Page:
If you and your co-parent live apart, deciding matters relating to your children are likely your primary concern. Parents must determine where the children will live, how much time the non-residential parent will spend with them, and who makes decisions for them.
All these questions are aspects of child custody. A judge must review and approve any child custody agreement, so working with an experienced family attorney is critical to ensure your arrangement passes legal muster.
Whether you and your co-parent are on the same page or custody decisions are causing conflict, consult a local legal professional. A Lawrence child custody lawyer could help you determine the arrangement that will best serve your children and work towards accomplishing your child custody goals.
Custody Encompasses Multiple Issues
People sometimes think custody means where a child lives most of the time. While the child’s primary home is an aspect of custody, parents must address additional issues when they decide to live apart. Ideally, parents work together on these matters to develop a parenting plan covering all aspects of custody.
Legal custody means who makes major decisions for the child. Parents can share legal custody, or one parent can have exclusive legal custody. Having legal custody means the parent decides on the following matters regarding the children:
- Where they go to school
- What religion they practice
- What medications they may take
- Whether they should see a therapist
- Extracurricular activities they may participate in
- Whether they can cut their hair or get a tattoo or piercing
- Rules regarding curfews and which friends they spend time with
Even when a parent does not have legal custody, they may still access their children’s medical and school records.
Many parents share legal custody, and Kansas Statutes § 23-3206 favors shared legal custody. Parents who wish to share decision-making authority must demonstrate they can work together in the children’s best interests and have a method for resolving disputes. They should include their process for managing disagreements in the parenting plan, which a skilled Lawrence child custody attorney could help create.
Residential custody means where the children live most of the time. If work schedules and other factors permit, some parents share time with the children 50/50 or close to it.
In most families, the children live with one parent and visit the other regularly. Even if the parents share custody equally, one parent will be the residential parent, and their address will govern school registration and will be the children’s official address.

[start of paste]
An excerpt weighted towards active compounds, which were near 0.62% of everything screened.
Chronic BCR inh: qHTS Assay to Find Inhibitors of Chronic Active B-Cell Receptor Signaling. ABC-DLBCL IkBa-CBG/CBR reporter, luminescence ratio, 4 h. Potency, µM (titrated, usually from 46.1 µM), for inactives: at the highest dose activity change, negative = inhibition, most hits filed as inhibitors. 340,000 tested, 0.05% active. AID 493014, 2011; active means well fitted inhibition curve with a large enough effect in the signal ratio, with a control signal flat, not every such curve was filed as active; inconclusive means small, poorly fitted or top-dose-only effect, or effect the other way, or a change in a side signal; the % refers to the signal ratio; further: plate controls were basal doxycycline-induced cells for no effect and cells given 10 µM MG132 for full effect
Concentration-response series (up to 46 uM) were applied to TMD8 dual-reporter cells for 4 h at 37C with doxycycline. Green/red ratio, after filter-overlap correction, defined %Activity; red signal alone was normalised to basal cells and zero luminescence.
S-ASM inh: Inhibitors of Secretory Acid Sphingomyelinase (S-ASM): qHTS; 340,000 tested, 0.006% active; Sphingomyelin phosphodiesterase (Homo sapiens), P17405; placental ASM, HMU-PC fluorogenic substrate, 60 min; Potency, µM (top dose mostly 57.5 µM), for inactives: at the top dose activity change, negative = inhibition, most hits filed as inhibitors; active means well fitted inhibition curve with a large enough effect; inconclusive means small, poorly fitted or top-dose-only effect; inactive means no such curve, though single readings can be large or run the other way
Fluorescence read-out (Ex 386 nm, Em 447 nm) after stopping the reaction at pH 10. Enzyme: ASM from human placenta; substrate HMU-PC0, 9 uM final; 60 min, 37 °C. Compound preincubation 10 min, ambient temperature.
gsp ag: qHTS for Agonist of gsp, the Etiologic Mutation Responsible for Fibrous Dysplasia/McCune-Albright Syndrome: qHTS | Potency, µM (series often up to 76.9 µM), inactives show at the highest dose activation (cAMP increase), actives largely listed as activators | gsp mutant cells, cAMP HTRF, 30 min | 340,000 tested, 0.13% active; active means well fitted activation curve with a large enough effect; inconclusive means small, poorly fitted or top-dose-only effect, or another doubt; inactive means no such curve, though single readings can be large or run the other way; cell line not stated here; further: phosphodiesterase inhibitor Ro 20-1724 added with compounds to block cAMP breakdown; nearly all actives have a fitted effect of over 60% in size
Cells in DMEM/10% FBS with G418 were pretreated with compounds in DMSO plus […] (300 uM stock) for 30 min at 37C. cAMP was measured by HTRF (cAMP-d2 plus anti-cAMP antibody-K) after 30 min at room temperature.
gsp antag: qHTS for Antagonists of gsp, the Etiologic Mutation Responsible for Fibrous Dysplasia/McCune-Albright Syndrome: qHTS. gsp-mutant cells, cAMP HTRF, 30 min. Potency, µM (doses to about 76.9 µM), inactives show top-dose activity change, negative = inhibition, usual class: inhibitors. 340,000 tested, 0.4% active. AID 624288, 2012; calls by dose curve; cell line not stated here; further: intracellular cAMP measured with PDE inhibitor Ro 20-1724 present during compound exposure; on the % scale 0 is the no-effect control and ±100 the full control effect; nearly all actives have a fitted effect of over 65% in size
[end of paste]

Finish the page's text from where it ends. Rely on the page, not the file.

The non-residential parent gets parenting time, previously called visitation. The parents must decide on a schedule for the non-residential parent to have parenting time and include it in the parenting plan. For example, the plan should specify the dates the children will be with each parent, pick-up and drop-off times, who is responsible for transportation, and similar issues.
Parenting plans also might establish rules governing each parent’s behavior while with the children. For example, parents might decide there should be no alcohol use in front of the children, that they must consult each other before introducing the children to a new partner, or that they must not speak ill of the other parent to the children.
What Happens When a Judge Must Decide Custody Issues
Courts strongly prefer that parents decide custody between themselves, as they know their children’s needs and what arrangement will work best in their specific circumstances. However, when parents cannot agree, the judge will develop a parenting plan for the family.
The gender of the parent should not influence a court’s custody decision. Kansas Statutes § 23-3201 requires a judge to decide custody based solely on the children’s best interests. The judge could consider the following factors when determining the children’s best interests:
- Each parent’s mental and physical health
- Their adjustment to their home, school, and community
- The child’s preferences and reasons for preferring to live with a parent
- Whether there is a parental history of substance abuse or family violence
- Which parent is most likely to support the children’s relationship with the other parent
- Which parent is best equipped to manage a child’s special physical, emotional, or educational needs
A capable child custody lawyer in Lawrence could help a parent develop a case demonstrating that living with them best serves the children’s interests.
If the judge must decide on custody issues, parents must adhere to the court’s order even if it does not work well for them. In most situations, they must demonstrate a material change in circumstances before they request the judge modify a custody decision.
Contact a Lawrence Child Custody Attorney for Help
Discussing child custody can trigger extreme emotions, even when both parents are committed to their children’s best interests. Working with an experienced attorney can help keep negotiations productive.
A Lawrence child custody lawyer can help you develop a parenting plan that works for your family and will likely receive judicial approval. When you and your co-parent cannot agree, a dedicated legal professional could ensure the judge understands your point of view. Call today to discuss your situation with a seasoned attorney.